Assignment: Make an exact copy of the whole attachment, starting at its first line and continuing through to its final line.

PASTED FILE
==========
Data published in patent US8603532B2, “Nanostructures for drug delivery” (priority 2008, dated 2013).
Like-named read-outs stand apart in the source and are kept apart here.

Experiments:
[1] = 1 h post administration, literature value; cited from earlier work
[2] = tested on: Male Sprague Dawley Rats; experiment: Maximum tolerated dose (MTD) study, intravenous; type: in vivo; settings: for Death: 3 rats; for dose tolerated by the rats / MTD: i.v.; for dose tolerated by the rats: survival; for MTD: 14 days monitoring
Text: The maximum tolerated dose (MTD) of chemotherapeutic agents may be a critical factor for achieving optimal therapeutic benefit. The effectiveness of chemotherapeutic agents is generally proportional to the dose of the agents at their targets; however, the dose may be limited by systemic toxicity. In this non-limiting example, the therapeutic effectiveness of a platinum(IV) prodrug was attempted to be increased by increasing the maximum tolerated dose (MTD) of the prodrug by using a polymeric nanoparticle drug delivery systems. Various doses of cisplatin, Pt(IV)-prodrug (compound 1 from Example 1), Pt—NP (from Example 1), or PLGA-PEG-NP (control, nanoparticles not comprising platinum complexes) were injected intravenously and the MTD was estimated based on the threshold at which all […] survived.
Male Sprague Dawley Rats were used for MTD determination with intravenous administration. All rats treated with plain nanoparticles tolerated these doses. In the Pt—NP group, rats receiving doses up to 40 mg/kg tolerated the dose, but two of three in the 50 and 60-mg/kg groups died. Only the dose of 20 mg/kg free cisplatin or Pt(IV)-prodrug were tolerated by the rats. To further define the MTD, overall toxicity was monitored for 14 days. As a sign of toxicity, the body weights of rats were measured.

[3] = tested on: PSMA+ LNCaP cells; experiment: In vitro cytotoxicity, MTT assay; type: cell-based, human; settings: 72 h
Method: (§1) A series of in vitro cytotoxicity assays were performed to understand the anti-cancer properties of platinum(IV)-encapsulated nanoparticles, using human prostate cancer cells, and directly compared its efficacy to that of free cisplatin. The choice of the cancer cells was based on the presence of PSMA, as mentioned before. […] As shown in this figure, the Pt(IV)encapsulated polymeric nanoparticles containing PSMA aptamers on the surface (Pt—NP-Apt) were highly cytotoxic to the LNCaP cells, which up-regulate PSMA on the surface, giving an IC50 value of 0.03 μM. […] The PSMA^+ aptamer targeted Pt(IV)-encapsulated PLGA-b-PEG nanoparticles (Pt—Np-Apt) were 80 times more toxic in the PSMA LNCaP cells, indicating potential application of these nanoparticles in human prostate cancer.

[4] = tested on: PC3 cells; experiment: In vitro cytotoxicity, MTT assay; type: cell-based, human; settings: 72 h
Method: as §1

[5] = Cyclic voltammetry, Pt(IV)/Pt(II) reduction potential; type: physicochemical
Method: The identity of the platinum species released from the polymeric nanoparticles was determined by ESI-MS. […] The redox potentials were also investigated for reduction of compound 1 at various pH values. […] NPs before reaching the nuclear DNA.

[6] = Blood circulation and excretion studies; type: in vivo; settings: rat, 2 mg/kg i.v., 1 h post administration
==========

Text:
Data published in patent US8603532B2, “Nanostructures for drug delivery” (priority 2008, dated 2013).
Like-named read-outs stand apart in the source and are kept apart here.

Experiments:
[1] = 1 h post administration, literature value; cited from earlier work
[2] = tested on: Male Sprague Dawley Rats; experiment: Maximum tolerated dose (MTD) study, intravenous; type: in vivo; settings: for Death: 3 rats; for dose tolerated by the rats / MTD: i.v.; for dose tolerated by the rats: survival; for MTD: 14 days monitoring
Text: The maximum tolerated dose (MTD) of chemotherapeutic agents may be a critical factor for achieving optimal therapeutic benefit. The effectiveness of chemotherapeutic agents is generally proportional to the dose of the agents at their targets; however, the dose may be limited by systemic toxicity. In this non-limiting example, the therapeutic effectiveness of a platinum(IV) prodrug was attempted to be increased by increasing the maximum tolerated dose (MTD) of the prodrug by using a polymeric nanoparticle drug delivery systems. Various doses of cisplatin, Pt(IV)-prodrug (compound 1 from Example 1), Pt—NP (from Example 1), or PLGA-PEG-NP (control, nanoparticles not comprising platinum complexes) were injected intravenously and the MTD was estimated based on the threshold at which all […] survived.
Male Sprague Dawley Rats were used for MTD determination with intravenous administration. All rats treated with plain nanoparticles tolerated these doses. In the Pt—NP group, rats receiving doses up to 40 mg/kg tolerated the dose, but two of three in the 50 and 60-mg/kg groups died. Only the dose of 20 mg/kg free cisplatin or Pt(IV)-prodrug were tolerated by the rats. To further define the MTD, overall toxicity was monitored for 14 days. As a sign of toxicity, the body weights of rats were measured.

[3] = tested on: PSMA+ LNCaP cells; experiment: In vitro cytotoxicity, MTT assay; type: cell-based, human; settings: 72 h
Method: (§1) A series of in vitro cytotoxicity assays were performed to understand the anti-cancer properties of platinum(IV)-encapsulated nanoparticles, using human prostate cancer cells, and directly compared its efficacy to that of free cisplatin. The choice of the cancer cells was based on the presence of PSMA, as mentioned before. […] As shown in this figure, the Pt(IV)encapsulated polymeric nanoparticles containing PSMA aptamers on the surface (Pt—NP-Apt) were highly cytotoxic to the LNCaP cells, which up-regulate PSMA on the surface, giving an IC50 value of 0.03 μM. […] The PSMA^+ aptamer targeted Pt(IV)-encapsulated PLGA-b-PEG nanoparticles (Pt—Np-Apt) were 80 times more toxic in the PSMA LNCaP cells, indicating potential application of these nanoparticles in human prostate cancer.

[4] = tested on: PC3 cells; experiment: In vitro cytotoxicity, MTT assay; type: cell-based, human; settings: 72 h
Method: as §1

[5] = Cyclic voltammetry, Pt(IV)/Pt(II) reduction potential; type: physicochemical
Method: The identity of the platinum species released from the polymeric nanoparticles was determined by ESI-MS. […] The redox potentials were also investigated for reduction of compound 1 at various pH values. […] NPs before reaching the nuclear DNA.

[6] = Blood circulation and excretion studies; type: in vivo; settings: rat, 2 mg/kg i.v., 1 h post administration